So here we are; it’s 4.30am, which yesterday morning would’ve been 5.30am because the clocks went back this morning. We’ve come away for the weekend to a lovely little cottage in Sussex. We all needed a break and it’s been great to get away. But 4.30am is an early start, one that thankfully happens a lot less than it used to as Anna spent the first 3 years of her life, from the day she turned 12 weeks old, waking at 4.30am. Every. Single. Day. Once she’s up there’s no going back to bed as she just can’t seem to settle. But my saving grace is that we bought our Disney Collection with us, and right now we’re snuggled on the sofa watching Zootropolis.
Disney has an effect on Anna like nothing else I’ve ever seen. Incredibly, whilst nothing else really holds Anna’s attention, apart from water and trust me, I could write a whole book about that, Anna is able to watch an entire Disney film. Disney, quite literally, is my sanity saver. Anna doesn’t spend her entire day watching Disney films, obviously not, but Disney helps to settle Anna when it’s clear to me that she wants to settle but finds it difficult to do so.
Disney has become so ingrained in our lives that it would be virtually impossible for me to imagine life without it. I can’t tell you any of the songs in the top 20 these days, but I know all the words to almost every Disney song released in the last 10 years. Somebody asked me what I fear the most about the future and I answered instinctively and said ‘a power cut’. Because I do, and that probably seems like I’m a really lazy mother, but Disney films are the thing that can calm Anna if she’s having a rough day, or when she’s really tired and she just can’t settle.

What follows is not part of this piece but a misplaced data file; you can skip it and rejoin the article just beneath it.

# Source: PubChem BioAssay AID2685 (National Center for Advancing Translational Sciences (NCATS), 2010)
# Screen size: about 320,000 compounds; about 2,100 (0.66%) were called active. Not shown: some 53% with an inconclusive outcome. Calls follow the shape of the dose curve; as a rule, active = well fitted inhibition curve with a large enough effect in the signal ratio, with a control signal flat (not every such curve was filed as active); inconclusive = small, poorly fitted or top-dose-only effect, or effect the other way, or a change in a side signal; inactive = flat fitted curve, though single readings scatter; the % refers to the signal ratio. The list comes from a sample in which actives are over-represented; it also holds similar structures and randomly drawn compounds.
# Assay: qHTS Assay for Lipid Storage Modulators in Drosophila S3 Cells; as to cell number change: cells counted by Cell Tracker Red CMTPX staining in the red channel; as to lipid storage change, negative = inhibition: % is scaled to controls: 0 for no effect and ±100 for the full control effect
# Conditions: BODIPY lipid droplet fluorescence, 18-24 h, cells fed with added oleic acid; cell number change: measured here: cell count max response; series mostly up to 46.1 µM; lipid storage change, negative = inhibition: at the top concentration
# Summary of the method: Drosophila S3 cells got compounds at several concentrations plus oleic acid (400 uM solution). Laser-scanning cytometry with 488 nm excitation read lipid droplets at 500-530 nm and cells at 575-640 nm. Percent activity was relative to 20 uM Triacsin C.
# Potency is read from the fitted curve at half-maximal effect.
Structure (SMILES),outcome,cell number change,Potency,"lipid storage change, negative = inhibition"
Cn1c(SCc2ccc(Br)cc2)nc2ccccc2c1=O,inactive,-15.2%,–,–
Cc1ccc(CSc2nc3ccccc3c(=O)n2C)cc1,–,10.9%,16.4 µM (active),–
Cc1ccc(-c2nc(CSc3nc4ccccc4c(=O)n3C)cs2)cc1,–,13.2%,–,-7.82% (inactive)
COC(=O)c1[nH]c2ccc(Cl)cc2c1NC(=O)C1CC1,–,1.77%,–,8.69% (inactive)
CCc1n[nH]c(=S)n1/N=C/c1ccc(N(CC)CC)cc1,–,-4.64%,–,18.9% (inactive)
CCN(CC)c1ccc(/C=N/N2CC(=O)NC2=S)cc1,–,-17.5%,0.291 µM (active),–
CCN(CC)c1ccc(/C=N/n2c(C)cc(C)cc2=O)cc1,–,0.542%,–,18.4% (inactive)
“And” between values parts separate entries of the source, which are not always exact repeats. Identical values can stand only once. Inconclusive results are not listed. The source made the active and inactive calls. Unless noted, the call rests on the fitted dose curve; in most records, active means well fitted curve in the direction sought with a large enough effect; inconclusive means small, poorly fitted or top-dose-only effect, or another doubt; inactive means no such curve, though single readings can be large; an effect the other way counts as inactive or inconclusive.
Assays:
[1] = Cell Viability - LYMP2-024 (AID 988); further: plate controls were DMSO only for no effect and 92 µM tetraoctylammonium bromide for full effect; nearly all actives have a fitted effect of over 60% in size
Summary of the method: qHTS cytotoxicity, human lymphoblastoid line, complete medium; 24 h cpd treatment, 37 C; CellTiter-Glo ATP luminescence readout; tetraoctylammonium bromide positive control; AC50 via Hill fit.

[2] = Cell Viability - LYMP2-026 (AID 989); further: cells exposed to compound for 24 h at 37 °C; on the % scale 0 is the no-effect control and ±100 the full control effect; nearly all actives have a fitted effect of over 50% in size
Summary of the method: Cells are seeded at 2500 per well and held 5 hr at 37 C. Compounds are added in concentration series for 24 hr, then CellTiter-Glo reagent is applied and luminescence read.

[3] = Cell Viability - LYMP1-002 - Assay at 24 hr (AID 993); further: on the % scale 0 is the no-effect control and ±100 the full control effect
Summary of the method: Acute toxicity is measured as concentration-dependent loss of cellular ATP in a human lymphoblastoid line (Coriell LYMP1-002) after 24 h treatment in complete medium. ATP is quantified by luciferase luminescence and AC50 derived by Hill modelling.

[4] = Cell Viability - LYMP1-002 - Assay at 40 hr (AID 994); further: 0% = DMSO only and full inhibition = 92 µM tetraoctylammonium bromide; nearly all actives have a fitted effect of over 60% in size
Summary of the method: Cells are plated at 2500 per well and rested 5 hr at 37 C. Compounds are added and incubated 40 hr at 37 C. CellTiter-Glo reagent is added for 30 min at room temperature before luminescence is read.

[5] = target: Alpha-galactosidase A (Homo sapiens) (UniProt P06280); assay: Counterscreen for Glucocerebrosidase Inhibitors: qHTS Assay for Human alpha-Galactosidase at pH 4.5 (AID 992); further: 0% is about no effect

It’s not just the actual films either. We have found homes for all sorts of Disney figures and I think we can safely say that you will find at least one figure in every single room of our house. The big new fave is ‘Mr. Big’ from Zootropolis. Anna will actually reinvent the scene bending to kiss Mr. Big’s hand just like in the film.
As Anna has got older, she likes us to all join in with acting out the Disney films too. I know all the words to all the songs, and if we’re out and about and she’s fed up and starting to get the look of ants in her pants then I only need to start singing a Disney song before she smiles, becomes distracted and instantly calms. So if you see a woman in the supermarket singing a rendition of Disney songs whilst doing shopping oblivious to the stares she may be getting from other shoppers, then know that that woman may be. (When Elsa was just a few days old, my husband couldn’t remember any children’s songs and in a moment of crisis, the only song he could think of to sing to her was the theme tune from Dad’s Army. It worked though, and that song stayed with us for quite some time, and so whenever Elsa was unsettled we’d break in to a rousing rendition of ‘Who do you think you are kidding Mr Hitler’).
I like Disney for the diversity it shows amongst the characters. Take nemo for example with one fin much smaller than the other, it doesn’t stop him achieving (despite his father’s overly protective stance), or Vanellope von Schweetz from Wreck it Ralph who has a ‘glitch’ in the arcade game and achieves her dream of winning the race. Then there’s Mike from Monsters Inc who is the most unscary Monster in the history of scream collection, but nevertheless Mike works really hard, much harder than all of his colleagues have to, and becomes a scarer anyway, discovering that laughter is in fact much more powerful than fear (I couldn’t agree more). And then of course, there’s Dory, my personal favourite, who suffers from short term memory loss. I know that Disney has helped to teach my children that whilst everyone is different to each other, different does not equate to less.